State Street Corp.'s campaign to duplicate its success as a global custodian for U.S. money managers with their counterparts overseas is off to a roaring start in Europe.

The initial step of the campaign has been to follow U.S. investment- management clients to foreign markets where they are taking on pension clients. The next step is to pry the custody of pension assets managed by foreign investment managers from local banks.

Boston-based State Street is in a position to provide four core services-custody, accounting, administration, and transfer agency-to investment managers overseas because foreign retirement markets are taking their cues from the American model.

"What's happened the past two years is, the market and the regulations are changing. The market is coming to us," said Ronald E. Logue, executive vice president of State Street, which has $4.4 trillion of investment assets under custody, $301 billion of which is outside the United States.

"Fortunately, we have such a large infrastructure, and we can export that competence more quickly than a smaller custodian," he added.

As European employers are moving away from defined benefit plans to defined contribution plans-in which the employees put away a portion of their salaries and call more investment shots-U.S. institutions like State Street are positioning themselves for an ensuing demand.

Previously, services such as daily pricing on retirement accounts were not called for in Europe. Now that retirement plans abroad have the potential to look like 401(k) plans in the United States, back office services are in demand at the same pace.

The first foreign markets to catch up with the U.S. model for defined- contribution retirement plans are the most affluent countries, according to Ronald L. Bush, director of product development in the Hartford, Conn., office of Spectrem Group, an investment management consulting firm.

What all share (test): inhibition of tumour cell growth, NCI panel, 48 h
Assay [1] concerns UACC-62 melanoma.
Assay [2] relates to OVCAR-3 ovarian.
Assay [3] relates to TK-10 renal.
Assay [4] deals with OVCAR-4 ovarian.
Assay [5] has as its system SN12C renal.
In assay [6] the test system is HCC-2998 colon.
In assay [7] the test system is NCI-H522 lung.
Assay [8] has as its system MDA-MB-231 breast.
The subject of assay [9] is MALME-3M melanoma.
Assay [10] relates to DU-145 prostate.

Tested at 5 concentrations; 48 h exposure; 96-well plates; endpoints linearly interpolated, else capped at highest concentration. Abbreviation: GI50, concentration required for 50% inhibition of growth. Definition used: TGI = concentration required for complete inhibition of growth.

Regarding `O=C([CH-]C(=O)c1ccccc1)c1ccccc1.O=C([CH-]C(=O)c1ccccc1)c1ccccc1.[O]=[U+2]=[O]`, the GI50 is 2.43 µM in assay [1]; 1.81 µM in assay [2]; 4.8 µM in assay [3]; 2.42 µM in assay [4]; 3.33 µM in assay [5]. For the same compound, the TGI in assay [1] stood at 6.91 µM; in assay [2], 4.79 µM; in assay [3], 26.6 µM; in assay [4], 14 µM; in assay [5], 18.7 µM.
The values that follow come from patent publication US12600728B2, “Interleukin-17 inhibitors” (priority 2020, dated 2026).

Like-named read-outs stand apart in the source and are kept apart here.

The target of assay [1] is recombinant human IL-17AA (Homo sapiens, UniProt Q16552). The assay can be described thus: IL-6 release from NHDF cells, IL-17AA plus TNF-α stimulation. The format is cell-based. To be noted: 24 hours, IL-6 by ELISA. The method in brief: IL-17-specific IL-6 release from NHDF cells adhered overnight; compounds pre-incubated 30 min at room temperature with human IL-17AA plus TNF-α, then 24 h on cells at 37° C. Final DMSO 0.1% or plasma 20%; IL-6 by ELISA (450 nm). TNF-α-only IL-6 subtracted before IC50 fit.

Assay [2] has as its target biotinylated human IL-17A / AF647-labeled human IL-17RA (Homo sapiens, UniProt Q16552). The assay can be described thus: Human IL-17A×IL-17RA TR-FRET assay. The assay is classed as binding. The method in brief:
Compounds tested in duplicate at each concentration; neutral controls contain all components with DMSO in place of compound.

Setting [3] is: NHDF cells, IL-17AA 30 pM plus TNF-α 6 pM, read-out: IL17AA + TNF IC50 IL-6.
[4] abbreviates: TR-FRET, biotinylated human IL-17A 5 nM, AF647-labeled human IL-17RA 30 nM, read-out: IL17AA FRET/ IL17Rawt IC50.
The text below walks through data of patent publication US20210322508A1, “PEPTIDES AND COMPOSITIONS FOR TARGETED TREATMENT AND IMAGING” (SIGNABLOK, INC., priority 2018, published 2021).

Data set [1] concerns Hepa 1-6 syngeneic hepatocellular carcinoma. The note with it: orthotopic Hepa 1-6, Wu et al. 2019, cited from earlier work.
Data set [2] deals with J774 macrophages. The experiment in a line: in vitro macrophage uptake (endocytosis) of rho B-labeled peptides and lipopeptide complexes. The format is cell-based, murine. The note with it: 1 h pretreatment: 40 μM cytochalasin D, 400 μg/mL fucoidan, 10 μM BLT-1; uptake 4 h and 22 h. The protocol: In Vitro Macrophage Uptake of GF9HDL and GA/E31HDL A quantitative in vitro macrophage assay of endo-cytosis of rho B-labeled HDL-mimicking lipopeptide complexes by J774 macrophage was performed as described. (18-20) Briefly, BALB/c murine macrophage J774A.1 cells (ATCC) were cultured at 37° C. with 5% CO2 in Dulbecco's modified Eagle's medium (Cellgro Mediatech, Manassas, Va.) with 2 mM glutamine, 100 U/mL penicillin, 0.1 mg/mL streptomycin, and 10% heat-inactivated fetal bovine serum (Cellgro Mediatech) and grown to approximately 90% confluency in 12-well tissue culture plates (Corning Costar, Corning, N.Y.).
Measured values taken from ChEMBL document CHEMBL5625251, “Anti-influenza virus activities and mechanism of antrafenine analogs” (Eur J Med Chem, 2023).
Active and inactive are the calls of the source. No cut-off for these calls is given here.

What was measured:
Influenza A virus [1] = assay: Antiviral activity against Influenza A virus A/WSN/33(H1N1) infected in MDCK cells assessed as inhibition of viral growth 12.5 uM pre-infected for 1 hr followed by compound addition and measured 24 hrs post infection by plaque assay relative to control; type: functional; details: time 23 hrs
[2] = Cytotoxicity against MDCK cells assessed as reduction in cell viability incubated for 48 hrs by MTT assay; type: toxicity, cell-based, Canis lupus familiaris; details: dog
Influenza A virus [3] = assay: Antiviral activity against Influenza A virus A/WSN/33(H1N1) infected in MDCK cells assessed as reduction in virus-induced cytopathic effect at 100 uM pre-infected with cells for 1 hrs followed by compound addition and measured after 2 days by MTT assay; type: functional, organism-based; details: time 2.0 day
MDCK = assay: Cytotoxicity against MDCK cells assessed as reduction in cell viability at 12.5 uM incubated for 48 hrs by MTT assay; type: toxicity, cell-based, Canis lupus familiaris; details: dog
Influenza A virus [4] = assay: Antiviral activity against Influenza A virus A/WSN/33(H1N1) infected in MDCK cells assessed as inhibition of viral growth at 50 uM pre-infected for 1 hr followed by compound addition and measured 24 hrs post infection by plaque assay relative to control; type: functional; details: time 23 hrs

He added that in Europe, defined contribution plans are popping up as supplemental savings programs for employees of large corporations and the primary ones for small companies.

"When participants can make transfers is when you get into a much greater need for technology-based transaction services," Mr. Bush said.

State Street hopes to have those services up and running this summer through Edinburgh, where it recently closed its acquisition of the pension administration business of Bank of Scotland. State Street already has offices in Amsterdam, Brussels, Copenhagen, London, Luxembourg, Munich, Paris, and Zurich.

Its plan is to gain accounts in its four main businesses-accounting, administration, transfer agency, and custody for pension managers-from other vendors, primarily local banks, that offer the services separately.

"There is going to be a cycle of outsourcing," said Gary E. Enos, a State Street senior vice president responsible for building European business.

The advantage of American custodians is the size of their computer systems, which originally were built to service the mature U.S. defined contribution plans.

"We're doing it more efficiently than either they're doing themselves or with two or three vendors," Mr. Logue said. "Today, they can't go to another service provider and get all four. On a bundled basis, I have the opportunity to pass along efficiencies."

Competitors said selling bundled services was not unique. Bank of New York Co., which has $4.2 trillion of assets under custody, and Chase Manhattan Bank Corp., $4.3 trillion, agreed that size has become their most competitive advantage.

All three have spent hundreds of millions of dollars on technology upgrades and maintenance for custody, which is paid for by the immense revenue streams from the related services.

"It's very difficult now because it's a game of scale," said Mark Tennant, managing director of Chase's global funds services in Europe. "If you really have to invest $100 million a year in systems enhancements, how on earth can you do that with a small revenue stream?"

State Street's competitors also proffer the bundled-services concept, noting revenue on custody alone cannot sustain the costly business.

"There are people dropping out of this business. You can't be in the straight custody business," said Thomas J. Perna, executive vice president in charge of custody for Bank of New York, which, among 33 securities processing acquisitions since 1995, picked up the global custody business of J.P. Morgan & Co.

"When you package it with other services, like we do and like State Street does, that's when you can be viable competitors," Mr. Perna said.

Bank of New York cross-sells even more services to custody clients than State Street, citing funds transfer and the processing of American depository receipts, Mr. Perna said.

"They grudgingly lend money. That's a major part of our business," he added. "One of the things we really admire about State Street is, they are great marketing people. They know how to spin better than we do."

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